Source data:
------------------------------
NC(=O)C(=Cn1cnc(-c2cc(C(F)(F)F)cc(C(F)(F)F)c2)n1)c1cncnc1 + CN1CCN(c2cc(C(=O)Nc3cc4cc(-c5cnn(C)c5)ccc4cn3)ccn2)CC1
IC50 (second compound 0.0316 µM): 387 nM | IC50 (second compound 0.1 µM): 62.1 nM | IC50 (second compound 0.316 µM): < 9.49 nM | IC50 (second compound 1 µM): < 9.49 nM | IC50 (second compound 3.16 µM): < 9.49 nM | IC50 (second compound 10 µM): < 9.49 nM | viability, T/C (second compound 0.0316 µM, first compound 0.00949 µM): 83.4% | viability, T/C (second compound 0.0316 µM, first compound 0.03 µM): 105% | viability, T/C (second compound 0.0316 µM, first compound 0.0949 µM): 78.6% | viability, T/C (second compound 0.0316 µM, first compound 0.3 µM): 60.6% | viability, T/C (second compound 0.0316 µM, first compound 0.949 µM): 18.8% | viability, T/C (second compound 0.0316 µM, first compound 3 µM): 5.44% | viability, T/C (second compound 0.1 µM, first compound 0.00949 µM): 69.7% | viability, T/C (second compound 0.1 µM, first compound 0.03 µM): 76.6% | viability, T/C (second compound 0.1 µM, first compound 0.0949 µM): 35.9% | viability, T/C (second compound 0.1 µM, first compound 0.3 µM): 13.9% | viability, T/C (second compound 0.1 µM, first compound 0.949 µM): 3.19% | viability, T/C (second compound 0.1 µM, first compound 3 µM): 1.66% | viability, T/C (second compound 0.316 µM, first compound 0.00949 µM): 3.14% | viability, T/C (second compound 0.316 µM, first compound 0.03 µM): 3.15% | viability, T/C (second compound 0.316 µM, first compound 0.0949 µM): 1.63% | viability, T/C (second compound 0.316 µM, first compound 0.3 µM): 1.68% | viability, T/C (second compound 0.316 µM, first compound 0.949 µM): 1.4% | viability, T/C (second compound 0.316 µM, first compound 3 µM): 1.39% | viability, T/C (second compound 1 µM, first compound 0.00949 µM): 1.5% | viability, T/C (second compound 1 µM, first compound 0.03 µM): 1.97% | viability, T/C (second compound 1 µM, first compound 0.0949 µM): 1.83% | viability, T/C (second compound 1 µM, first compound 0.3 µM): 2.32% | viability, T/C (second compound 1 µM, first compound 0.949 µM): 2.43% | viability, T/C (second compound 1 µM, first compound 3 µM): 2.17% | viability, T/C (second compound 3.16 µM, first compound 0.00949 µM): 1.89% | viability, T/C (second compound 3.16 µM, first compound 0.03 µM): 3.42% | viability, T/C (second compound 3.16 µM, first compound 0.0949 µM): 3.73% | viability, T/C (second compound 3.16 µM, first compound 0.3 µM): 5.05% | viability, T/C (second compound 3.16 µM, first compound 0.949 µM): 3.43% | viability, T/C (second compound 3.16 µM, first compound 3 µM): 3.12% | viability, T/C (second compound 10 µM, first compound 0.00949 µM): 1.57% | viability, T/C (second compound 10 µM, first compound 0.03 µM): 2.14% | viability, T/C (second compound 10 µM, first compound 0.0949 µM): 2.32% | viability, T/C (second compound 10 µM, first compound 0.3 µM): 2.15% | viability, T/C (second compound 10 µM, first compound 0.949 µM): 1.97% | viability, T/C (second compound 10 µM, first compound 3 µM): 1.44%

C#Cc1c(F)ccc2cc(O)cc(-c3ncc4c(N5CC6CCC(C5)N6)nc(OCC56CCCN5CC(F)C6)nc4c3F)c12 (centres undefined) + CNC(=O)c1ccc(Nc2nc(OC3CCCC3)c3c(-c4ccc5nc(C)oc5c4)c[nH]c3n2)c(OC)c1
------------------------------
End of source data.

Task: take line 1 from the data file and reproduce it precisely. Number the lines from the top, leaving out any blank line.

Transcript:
NC(=O)C(=Cn1cnc(-c2cc(C(F)(F)F)cc(C(F)(F)F)c2)n1)c1cncnc1 + CN1CCN(c2cc(C(=O)Nc3cc4cc(-c5cnn(C)c5)ccc4cn3)ccn2)CC1